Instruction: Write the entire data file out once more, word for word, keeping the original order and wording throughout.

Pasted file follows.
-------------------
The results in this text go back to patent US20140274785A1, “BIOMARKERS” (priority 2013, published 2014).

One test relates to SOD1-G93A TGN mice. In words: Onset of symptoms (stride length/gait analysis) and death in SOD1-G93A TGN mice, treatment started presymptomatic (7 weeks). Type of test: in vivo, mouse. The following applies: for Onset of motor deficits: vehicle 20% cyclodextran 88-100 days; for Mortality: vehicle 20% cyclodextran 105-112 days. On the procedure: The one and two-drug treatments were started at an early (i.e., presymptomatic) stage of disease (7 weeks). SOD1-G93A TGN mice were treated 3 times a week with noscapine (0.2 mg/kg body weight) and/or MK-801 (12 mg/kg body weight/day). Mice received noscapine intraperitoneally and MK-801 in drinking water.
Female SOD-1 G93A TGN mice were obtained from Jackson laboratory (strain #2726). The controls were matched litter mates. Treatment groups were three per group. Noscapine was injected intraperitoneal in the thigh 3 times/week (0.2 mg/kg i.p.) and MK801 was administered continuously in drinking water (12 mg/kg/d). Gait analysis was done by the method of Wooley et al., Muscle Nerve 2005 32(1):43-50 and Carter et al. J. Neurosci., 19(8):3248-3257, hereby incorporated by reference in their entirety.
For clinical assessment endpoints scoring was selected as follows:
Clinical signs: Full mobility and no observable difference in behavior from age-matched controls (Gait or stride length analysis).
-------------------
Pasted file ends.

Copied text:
The results in this text go back to patent US20140274785A1, “BIOMARKERS” (priority 2013, published 2014).

One test relates to SOD1-G93A TGN mice. In words: Onset of symptoms (stride length/gait analysis) and death in SOD1-G93A TGN mice, treatment started presymptomatic (7 weeks). Type of test: in vivo, mouse. The following applies: for Onset of motor deficits: vehicle 20% cyclodextran 88-100 days; for Mortality: vehicle 20% cyclodextran 105-112 days. On the procedure: The one and two-drug treatments were started at an early (i.e., presymptomatic) stage of disease (7 weeks). SOD1-G93A TGN mice were treated 3 times a week with noscapine (0.2 mg/kg body weight) and/or MK-801 (12 mg/kg body weight/day). Mice received noscapine intraperitoneally and MK-801 in drinking water.
Female SOD-1 G93A TGN mice were obtained from Jackson laboratory (strain #2726). The controls were matched litter mates. Treatment groups were three per group. Noscapine was injected intraperitoneal in the thigh 3 times/week (0.2 mg/kg i.p.) and MK801 was administered continuously in drinking water (12 mg/kg/d). Gait analysis was done by the method of Wooley et al., Muscle Nerve 2005 32(1):43-50 and Carter et al. J. Neurosci., 19(8):3248-3257, hereby incorporated by reference in their entirety.
For clinical assessment endpoints scoring was selected as follows:
Clinical signs: Full mobility and no observable difference in behavior from age-matched controls (Gait or stride length analysis).